The Naval Institute's contribution to professional development in the Navy goes well beyond its fine magazine. The Naval Institute sponsors key forums that bring some of the best minds in our Navy together and publishes some of the most important books for our profession-many of which end up on the Chief of Naval Operations' required reading list.
Congratulations on 125 outstanding years. May the next 125 be even better!
Commander in Chief U.S. Pacific Fleet, since November 1996, Admiral Clemins is a leader in information technology innovation. He commanded USS Pogy (SSN-647) before his promotion to flag rank.
Commander James Goldrick, Royal Australian Navy
I first read the Naval Institute Proceedings as an eight-year-old, when my father brought home a run of issues from the late '50s and early '60s. He had found them in his office in the Navy Department in Canberra. I still have those magazines, torn and dog-eared as they are. The photographs I enjoyed-the monthly "Pictorial" was a highlight for a young warship enthusiast and would-be naval historian. The articles, some of which I understood, many of which I did not, I admired and read time and time again. A few of the half-comprehended titles, such as "CAPROS not Convoy, Counterattack and Destroy," remain fixed in my mind to this day. I loved "A Page from the Old Navy," and I pored over "Professional Notes" and "Comment and Discussion." All of this gave me a window on the United States Navy at the start of the missile age which has proved the foundation of much of my professional dealing with the U.S. Navy over the last 20 years. I have been a fan of the Proceedings and of the Naval Institute ever since.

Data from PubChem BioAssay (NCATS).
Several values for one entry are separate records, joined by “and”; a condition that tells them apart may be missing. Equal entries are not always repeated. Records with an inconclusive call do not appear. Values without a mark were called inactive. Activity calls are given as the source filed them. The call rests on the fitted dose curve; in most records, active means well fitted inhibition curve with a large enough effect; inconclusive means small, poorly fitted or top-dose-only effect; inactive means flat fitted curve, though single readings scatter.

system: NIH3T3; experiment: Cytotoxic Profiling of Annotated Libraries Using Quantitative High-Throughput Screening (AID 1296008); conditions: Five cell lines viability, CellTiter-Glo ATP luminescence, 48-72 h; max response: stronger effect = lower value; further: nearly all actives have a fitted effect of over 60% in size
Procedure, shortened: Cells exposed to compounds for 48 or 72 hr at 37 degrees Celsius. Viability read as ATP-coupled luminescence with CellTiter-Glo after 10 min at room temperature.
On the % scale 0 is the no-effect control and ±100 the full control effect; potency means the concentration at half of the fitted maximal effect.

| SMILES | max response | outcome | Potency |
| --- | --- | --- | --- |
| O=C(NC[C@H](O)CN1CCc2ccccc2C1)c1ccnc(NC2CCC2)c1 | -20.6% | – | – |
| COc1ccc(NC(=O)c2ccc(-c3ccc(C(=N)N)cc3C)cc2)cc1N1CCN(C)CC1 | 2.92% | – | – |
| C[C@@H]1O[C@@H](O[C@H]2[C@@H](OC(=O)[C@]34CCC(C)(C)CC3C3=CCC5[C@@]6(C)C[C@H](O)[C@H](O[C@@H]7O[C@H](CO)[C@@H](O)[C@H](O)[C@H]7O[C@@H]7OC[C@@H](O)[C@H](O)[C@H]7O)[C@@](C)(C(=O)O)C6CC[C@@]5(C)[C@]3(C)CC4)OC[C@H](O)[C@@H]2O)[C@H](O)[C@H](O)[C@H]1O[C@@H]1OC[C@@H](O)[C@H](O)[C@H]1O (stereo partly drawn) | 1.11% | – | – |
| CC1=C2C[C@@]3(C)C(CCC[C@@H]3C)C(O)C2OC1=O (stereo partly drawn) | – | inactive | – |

The Proceedings remains to me as good as ever. Its range of topics, the quality of its writing and of its editing, its masterful use of photography and graphics are second only to its fundamental and abiding strength: the Naval Institute's encouragement of and devotion to free speech and open discussion.
Commander Goldrick is the commanding officer of HMAS Sydney (FFG-03) and author of The King's Ships Were at Sea (Naval Institute Press, 1984) and No Easy Answers (Lancer, 1997).